This week, my rhetoric students are charging into arrangement and style--the fun part of the semester. Their assignment for next time will be to write a brief piece called "My Favorite Trope." Here's one I wrote when I was at Pitt:
Like many Greek words for figures of speech, zeugma was borrowed for rhetoric from another practice: in this case the practice of sailing, or more specifically docking. Translated joining or bonding, zeugma was originally used to name the rope used to tie boats together at a dock. In grammar, too, zeugma involves using a verb (or adjective) to hook together more than one object or dependent clause. The verb functions as the grammatical rope, binding together the parts of a sentence. Zeugma thus enables economy even as it draws attention to the complexity or bendability of words. The most interesting instances of zeugma exploit multiple nuances of the verb, as in “I tried the salesman’s shoes, he my patience.” The result is often a surprise.
Journalists seem to love zeugma for its economy. Just before the 2004 election on NPR, an announcer observed, “With one week to go until the election, the candidates are spending their time and advertising dollars in the 11 key swing states.” If I were a journalist, a headline of mine would be “President Bush wasting time, lives.”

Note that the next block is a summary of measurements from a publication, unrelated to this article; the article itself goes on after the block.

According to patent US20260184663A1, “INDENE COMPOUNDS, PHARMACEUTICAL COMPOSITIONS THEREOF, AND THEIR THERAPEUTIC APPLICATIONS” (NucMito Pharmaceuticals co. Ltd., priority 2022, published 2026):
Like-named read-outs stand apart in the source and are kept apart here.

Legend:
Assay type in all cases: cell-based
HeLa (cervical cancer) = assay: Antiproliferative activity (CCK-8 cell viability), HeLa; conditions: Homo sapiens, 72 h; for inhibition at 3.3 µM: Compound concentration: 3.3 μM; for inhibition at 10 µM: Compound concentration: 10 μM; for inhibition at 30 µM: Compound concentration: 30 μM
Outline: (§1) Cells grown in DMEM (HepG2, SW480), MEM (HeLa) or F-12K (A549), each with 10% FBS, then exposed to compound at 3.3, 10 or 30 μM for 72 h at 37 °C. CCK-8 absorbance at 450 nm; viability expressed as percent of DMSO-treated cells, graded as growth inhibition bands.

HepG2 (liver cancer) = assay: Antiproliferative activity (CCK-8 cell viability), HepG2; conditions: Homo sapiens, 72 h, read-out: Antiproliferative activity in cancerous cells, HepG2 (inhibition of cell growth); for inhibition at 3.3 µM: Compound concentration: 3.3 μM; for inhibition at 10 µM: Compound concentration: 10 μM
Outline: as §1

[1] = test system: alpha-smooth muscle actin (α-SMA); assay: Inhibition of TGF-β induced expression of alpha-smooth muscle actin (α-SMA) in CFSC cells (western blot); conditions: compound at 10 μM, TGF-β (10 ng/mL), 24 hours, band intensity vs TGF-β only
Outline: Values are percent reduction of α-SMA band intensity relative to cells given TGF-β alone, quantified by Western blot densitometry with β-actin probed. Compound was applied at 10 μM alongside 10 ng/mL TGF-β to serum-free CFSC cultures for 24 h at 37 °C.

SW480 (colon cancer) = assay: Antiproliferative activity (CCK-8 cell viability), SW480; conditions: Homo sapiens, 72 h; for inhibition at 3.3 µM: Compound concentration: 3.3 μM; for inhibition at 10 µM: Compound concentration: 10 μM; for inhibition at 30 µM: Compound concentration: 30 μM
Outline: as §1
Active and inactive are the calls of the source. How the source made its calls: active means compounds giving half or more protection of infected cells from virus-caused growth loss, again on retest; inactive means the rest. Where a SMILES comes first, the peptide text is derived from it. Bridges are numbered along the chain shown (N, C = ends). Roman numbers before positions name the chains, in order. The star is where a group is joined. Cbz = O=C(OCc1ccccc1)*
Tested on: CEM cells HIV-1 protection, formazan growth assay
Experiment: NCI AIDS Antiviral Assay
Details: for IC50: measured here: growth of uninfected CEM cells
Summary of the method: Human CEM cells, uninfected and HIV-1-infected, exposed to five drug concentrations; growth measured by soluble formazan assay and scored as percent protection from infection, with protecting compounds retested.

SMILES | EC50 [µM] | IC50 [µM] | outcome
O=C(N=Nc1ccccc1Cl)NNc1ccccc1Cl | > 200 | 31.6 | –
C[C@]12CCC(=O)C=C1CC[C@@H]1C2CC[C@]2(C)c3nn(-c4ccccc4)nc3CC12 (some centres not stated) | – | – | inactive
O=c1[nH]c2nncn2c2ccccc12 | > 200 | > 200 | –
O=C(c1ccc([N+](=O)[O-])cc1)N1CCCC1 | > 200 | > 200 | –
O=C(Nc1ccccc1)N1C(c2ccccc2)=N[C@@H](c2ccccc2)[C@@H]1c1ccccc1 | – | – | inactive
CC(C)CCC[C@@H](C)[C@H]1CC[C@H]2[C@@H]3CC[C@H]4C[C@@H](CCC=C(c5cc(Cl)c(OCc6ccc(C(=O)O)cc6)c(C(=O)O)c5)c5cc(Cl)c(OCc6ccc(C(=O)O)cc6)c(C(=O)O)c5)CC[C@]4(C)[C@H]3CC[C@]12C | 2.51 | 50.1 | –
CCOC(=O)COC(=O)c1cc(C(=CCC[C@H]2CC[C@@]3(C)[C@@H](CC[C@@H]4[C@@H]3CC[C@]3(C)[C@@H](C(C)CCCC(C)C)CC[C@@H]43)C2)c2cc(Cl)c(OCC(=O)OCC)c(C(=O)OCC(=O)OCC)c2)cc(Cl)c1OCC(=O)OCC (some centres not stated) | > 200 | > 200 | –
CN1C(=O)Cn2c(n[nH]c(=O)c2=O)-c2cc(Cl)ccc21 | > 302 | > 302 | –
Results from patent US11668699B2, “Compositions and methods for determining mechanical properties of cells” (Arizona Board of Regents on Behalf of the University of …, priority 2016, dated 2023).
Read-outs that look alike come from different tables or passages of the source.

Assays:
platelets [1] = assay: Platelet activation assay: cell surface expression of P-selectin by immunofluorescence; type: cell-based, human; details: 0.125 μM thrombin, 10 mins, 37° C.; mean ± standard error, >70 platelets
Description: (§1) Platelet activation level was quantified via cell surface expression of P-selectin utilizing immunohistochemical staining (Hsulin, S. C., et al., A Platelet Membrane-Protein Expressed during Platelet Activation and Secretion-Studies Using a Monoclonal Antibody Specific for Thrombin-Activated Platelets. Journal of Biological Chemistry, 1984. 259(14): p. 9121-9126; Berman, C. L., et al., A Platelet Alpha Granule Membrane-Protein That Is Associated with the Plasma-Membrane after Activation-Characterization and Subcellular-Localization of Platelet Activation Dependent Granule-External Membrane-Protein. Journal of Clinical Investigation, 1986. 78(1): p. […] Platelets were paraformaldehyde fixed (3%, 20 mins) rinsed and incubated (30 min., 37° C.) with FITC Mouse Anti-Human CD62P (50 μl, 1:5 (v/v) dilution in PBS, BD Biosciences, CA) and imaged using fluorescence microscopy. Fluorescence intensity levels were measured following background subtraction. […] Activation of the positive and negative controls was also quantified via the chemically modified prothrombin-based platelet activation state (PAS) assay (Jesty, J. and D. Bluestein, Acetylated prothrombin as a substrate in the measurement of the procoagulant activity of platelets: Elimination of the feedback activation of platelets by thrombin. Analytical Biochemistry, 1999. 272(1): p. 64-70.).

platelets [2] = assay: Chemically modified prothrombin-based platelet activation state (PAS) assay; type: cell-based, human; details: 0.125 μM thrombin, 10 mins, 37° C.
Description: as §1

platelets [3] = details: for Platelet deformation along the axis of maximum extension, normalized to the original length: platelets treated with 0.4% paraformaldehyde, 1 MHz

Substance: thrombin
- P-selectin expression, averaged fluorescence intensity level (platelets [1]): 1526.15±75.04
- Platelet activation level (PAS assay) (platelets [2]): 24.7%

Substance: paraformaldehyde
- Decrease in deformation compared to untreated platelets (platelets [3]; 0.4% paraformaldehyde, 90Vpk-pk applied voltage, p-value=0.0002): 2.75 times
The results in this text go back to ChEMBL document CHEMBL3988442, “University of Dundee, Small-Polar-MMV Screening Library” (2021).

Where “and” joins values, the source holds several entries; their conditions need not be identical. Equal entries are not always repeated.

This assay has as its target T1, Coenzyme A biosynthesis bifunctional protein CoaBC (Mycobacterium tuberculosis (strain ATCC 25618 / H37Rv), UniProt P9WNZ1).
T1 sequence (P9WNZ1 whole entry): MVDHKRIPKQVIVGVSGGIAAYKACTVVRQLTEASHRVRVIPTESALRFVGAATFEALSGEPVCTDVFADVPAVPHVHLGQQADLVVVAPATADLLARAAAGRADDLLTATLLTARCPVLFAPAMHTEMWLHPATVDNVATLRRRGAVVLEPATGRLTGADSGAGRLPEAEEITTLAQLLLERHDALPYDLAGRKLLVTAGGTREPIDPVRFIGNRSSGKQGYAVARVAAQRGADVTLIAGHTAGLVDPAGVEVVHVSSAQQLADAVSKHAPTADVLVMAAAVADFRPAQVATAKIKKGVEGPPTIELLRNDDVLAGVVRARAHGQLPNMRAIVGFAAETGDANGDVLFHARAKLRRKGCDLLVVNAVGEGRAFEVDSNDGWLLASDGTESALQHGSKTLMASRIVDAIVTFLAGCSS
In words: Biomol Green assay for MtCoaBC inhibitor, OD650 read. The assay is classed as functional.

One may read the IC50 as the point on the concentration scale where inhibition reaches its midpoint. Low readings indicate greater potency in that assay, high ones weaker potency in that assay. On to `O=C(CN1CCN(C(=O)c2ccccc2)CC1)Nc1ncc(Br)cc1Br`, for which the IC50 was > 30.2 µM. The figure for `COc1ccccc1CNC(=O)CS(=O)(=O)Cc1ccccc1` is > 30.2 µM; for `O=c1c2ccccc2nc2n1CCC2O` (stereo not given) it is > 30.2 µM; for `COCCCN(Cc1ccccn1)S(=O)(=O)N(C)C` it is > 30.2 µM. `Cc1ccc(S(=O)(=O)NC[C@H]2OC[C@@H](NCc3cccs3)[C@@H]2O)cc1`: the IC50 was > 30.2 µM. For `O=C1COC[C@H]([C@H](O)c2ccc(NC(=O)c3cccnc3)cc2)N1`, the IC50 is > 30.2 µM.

Because of its novelty and surprise, the zeugma can also be memorable and even funny, as with one satirical headline from The Onion from way back when the Clintonscandal broke, “President feels Nation’s Pain, Breasts.” (hat tip to my colleague JE for that one)
In the future when you hear the term zeugma, if you can’t recall the ropes that bound together the ancient boats, you might think about the ancient town of Belkis, situated at the southeastern edge of Turkey. When the Romans conquered Belkis in 64BCE, a town they saw as a bridge or link from Greece to Turkey, they changed the town’s name to nothing other than—you guessed it—Zeugma. Thus marks the binding, transformative power of empire, and language.